- Sunday, December 11, 2011
The Third Sunday of Advent
Isa. 61:1-4, 8-11• Ps. 126 [or Can. 3; or Can. 15]
1 Thess. 5:16-24 • John 1:6-8, 19-28
Isaiah contains a mission statement for Jesus’ work, and, by extension, that of his holy Church (Luke 4:18-19): good news to the oppressed, bind up the brokenhearted, proclaim liberty to the captives, release to prisoners, the year of the Lord’s favor. This work is not, however, a human project. “The Spirit of the Lord is upon me,” the prophet says. Emphasizing the transcendence of the gift and its application to the people, the prophet speaks of a divine vesturing: “garlands, oil of gladness, a mantle of praise.” Vested outwardly, the people experience an inward grace that produces fecund foliage for the healing of the nations. “They shall be called oaks of righteousness, the planting of the Lord, to display his glory.”
And what are we to say of this vesting and this blazing glory? What has God done to us? In our time we have been reminded by the very great Hans Urs von Balthasar (in The Glory of the Lord) that “Beauty is the word that shall be our first. … Our situation today shows that beauty demands for itself at least as much courage and decision as do truth and goodness.” Is it not an arresting image, our being vested in beauty and being beautifully alive in the world? Not to us, not to us, O Lord, but to your name we give glory.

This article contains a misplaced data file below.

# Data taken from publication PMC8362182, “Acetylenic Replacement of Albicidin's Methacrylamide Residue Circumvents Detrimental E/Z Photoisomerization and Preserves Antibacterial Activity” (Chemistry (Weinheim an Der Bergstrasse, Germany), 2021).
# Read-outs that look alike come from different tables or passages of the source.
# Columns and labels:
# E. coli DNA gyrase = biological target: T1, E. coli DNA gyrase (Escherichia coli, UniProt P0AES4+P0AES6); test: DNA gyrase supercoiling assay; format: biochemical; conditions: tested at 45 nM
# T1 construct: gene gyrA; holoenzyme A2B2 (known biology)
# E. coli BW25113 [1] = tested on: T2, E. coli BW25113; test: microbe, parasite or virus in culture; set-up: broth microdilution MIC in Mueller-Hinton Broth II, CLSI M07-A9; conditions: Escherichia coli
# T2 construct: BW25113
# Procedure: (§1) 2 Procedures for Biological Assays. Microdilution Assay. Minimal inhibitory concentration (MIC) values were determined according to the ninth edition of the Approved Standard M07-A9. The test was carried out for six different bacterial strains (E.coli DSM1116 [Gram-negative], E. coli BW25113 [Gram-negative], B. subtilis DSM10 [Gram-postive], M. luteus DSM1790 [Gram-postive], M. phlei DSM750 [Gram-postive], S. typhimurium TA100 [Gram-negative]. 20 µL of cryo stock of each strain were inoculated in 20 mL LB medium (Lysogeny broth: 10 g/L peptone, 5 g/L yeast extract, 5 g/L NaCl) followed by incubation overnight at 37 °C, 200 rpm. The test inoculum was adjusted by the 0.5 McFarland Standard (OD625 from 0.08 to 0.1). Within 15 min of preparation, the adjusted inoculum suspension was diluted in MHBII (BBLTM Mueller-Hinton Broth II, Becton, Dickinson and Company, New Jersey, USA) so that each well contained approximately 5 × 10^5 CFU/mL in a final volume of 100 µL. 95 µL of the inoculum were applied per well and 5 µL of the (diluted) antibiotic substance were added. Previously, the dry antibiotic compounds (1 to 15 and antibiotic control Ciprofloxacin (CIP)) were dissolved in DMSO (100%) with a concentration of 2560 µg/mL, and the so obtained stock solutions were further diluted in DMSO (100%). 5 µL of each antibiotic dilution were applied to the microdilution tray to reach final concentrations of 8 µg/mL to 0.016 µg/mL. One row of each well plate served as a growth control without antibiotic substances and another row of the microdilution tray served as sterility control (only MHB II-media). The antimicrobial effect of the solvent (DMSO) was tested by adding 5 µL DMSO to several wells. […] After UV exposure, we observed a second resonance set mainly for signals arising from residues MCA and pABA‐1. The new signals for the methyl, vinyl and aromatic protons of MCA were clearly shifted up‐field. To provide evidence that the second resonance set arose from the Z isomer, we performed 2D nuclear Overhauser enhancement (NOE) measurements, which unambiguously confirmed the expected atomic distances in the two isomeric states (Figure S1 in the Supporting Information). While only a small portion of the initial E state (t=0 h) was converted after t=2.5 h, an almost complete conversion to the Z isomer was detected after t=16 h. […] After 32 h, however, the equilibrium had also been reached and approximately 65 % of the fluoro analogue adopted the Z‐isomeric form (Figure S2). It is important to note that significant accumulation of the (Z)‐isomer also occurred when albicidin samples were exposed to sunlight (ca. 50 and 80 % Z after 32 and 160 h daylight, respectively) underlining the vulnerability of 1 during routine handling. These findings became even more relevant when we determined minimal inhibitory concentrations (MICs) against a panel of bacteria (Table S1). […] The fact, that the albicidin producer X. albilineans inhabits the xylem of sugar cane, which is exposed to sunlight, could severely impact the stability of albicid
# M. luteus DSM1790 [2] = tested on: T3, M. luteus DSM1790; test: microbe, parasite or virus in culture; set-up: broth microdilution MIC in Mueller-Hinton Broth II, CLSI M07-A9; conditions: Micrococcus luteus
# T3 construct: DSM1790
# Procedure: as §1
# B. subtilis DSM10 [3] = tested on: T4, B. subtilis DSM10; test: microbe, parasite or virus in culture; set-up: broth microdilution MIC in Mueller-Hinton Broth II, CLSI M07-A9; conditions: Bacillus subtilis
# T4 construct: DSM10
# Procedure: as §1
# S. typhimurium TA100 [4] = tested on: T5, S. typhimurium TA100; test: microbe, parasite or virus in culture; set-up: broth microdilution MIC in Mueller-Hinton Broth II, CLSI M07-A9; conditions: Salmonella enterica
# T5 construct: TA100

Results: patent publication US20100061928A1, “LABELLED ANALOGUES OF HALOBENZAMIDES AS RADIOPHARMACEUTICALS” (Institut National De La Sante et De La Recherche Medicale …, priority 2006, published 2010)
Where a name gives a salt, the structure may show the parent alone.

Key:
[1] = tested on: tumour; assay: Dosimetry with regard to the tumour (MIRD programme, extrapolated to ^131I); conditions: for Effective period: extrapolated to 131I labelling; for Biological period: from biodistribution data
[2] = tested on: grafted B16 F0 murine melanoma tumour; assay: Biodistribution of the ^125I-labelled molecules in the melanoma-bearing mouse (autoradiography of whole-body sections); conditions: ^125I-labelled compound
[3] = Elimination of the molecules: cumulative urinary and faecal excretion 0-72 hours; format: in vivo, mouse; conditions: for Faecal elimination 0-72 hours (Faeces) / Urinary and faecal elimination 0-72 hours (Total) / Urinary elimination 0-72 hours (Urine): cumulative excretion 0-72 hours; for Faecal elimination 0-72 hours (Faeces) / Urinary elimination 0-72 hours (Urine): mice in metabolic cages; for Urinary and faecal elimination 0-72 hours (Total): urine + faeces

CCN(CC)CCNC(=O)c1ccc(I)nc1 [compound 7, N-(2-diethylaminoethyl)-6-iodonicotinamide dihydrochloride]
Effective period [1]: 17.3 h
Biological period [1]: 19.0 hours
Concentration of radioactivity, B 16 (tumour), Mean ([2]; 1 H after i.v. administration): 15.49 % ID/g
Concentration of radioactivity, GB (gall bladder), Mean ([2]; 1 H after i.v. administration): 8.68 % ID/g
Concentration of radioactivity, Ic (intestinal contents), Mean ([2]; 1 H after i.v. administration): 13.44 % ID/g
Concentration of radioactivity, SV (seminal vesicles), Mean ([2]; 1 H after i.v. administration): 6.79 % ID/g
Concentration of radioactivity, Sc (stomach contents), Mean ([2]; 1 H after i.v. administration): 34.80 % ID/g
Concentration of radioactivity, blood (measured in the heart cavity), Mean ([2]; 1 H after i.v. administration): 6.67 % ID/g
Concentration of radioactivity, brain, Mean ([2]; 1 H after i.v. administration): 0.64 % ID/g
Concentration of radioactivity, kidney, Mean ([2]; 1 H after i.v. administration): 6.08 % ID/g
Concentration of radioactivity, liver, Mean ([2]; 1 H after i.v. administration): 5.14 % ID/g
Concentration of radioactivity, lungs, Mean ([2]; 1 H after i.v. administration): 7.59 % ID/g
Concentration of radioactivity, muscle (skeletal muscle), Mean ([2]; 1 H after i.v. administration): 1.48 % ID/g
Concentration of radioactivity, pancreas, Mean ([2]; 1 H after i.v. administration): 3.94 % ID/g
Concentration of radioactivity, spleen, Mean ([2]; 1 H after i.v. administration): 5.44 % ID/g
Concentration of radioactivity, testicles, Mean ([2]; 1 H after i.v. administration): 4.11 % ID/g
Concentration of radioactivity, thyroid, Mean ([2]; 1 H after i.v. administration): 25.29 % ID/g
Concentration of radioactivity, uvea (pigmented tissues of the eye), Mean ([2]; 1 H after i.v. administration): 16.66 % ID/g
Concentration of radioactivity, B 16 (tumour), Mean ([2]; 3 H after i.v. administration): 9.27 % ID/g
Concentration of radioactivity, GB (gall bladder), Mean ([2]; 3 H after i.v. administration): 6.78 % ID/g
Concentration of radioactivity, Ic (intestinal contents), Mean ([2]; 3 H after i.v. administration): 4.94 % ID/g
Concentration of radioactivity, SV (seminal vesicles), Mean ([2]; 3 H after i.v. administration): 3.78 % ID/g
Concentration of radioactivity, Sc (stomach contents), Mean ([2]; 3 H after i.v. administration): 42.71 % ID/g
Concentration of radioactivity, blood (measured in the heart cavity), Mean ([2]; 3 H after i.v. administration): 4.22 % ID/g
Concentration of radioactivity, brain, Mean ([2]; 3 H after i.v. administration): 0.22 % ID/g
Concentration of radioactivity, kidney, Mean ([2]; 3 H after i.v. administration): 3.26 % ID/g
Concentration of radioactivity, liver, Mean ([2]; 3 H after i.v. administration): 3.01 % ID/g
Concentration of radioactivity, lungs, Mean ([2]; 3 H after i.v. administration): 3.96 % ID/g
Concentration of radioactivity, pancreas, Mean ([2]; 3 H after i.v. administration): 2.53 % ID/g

The second lesson requires a deep meditation on the indwelling of Christ, for it is that life alone which makes the following demands bearable: Rejoice always! Pray without interruption! Give thanks for everything! We have no strength within ourselves to do this, and so we are told this is not a matter of our will or determination. It is, rather, the voluntas Dei in Christo Iesu (the will of God in Christ Jesus). The 18th verse tells us that this will is “for us,” and yet, noting that the most common use of the Greek preposition eis indicates “entrance into,” we will want to recall that the will of God is not simply an external demand, but something that enters into us and unfolds by degree. Alluding to the first lesson, we might be said to “put on Christ.” Once we are wearing our sacred vestments, the will of God in Christ converts us from within so that we will to do what God demands.
Finally, we have the story of John, who came to bear witness to Christ the Light. Those who came to John were sprinkled or immersed in water. Again, an outward sign! Did they strip off an outer garment, march into the moving stream, and then, having been cleansed, put on their clothing as new persons? This is, in any case, what we do in baptism. We have a baptism in water, but that baptism is done in the name of the Father, the Son, and the Holy Spirit. So we wed our very lives and souls to the risen Christ. We have been baptized into Christ. He abides in us and we in him. We will never, I pray, presume to be what he is by nature, but we certainly are what he is by grace. “Being therefore ‘partakers of Christ,’ you are properly called Christs” (Cyril of Jerusalem, Mystagogical Catechesis). In a more muted tone, let us at least confess without shame that we are sons and daughter of the Living God in union with the One Eternal Son of the Most High.
Look It Up
Read Isaiah 61:31. God will give your sacred crown, fragrant oil, mantle of warmth.
Think About It
Your vestment is called pallium laudis pro spiritu maeroris (a cloak of praise instead of a spirit of sorrow). You are wearing it.